When it’s Rick’s turn to talk, he’s likely to talk about how he recognized Jason’s love of games and the strategy that goes into them at an early age. While Jason was busy playing baseball or basketball or soccer, Rick was coaching or umpiring games and got a better-than-front-row seat to see his son’s competitiveness on full display.
“I taught him to play chess when he was a young kid. By the time he was 12 or 14 I stopped playing him because he was killing me,” said Rick. “I played on the chess team in junior high so I wasn’t somebody that didn’t really know the game at all, he just took it to a whole other level.”
That combination of a competitive streak and love of strategy is what first turned Jason on to poker while in college.
Jason had been playing so much poker from his dorm room that he eventually dropped out of college to play full time. That decision wasn’t received all that well at home, and it was a turning point in the father-son dynamic that could have gone either way.
“It was not good. It was difficult because we had no reference at all for it. He grew up in a home where we don’t gamble, it’s very strict and I was brought up very blue collar, so you find something to do, you work on that, you earn a living,” said Rick. “There was not really a whole lot about dreams and things that you wanted to do.”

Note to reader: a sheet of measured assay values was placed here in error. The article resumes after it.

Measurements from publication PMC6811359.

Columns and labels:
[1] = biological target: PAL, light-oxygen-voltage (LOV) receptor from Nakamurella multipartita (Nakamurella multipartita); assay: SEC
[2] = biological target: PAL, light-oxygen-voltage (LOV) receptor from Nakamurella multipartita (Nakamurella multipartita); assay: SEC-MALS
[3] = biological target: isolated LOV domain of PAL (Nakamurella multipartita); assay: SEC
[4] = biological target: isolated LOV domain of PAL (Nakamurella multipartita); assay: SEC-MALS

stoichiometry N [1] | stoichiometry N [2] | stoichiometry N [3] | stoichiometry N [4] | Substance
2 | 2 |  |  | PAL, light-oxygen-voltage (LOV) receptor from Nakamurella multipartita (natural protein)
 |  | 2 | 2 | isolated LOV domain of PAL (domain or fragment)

Jason’s parents made a tough decision. He couldn’t live at home if he wasn’t going to go to school or get a regular job – and he certainly wouldn’t be playing poker for a living under their roof. For the next few months Jason couch-surfed at various friends’ houses before father and son had a heart-to-heart.
“After about ten weeks I guess, he called me and said, ‘Dad I want to come home.’ Actually I think he talked to his mom first, and he agreed at that point that he would stop playing,” said Rick. “At this point he wasn’t playing live yet, this was only online and he agreed to go back to school. He agreed to go back to working a job that he had and so we agreed to, ‘Okay you can come back home’.”
While telling your child that they’re no longer welcome at home sounds harsh, neither Rick nor Dottie ostracized Jason. They were just looking to make sure Jason made smart choices and was thinking about the long term. Handling the situation wasn’t easy, and Rick actually reached out to a few close friends for advice on how to handle it.